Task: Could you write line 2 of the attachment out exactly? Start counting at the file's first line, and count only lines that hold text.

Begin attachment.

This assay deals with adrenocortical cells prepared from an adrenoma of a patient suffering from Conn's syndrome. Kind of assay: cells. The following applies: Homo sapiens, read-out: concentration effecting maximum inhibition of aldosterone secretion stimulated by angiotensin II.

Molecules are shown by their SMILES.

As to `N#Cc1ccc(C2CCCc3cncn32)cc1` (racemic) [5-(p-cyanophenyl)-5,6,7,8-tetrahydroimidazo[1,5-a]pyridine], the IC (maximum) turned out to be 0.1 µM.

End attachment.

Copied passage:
Molecules are shown by their SMILES.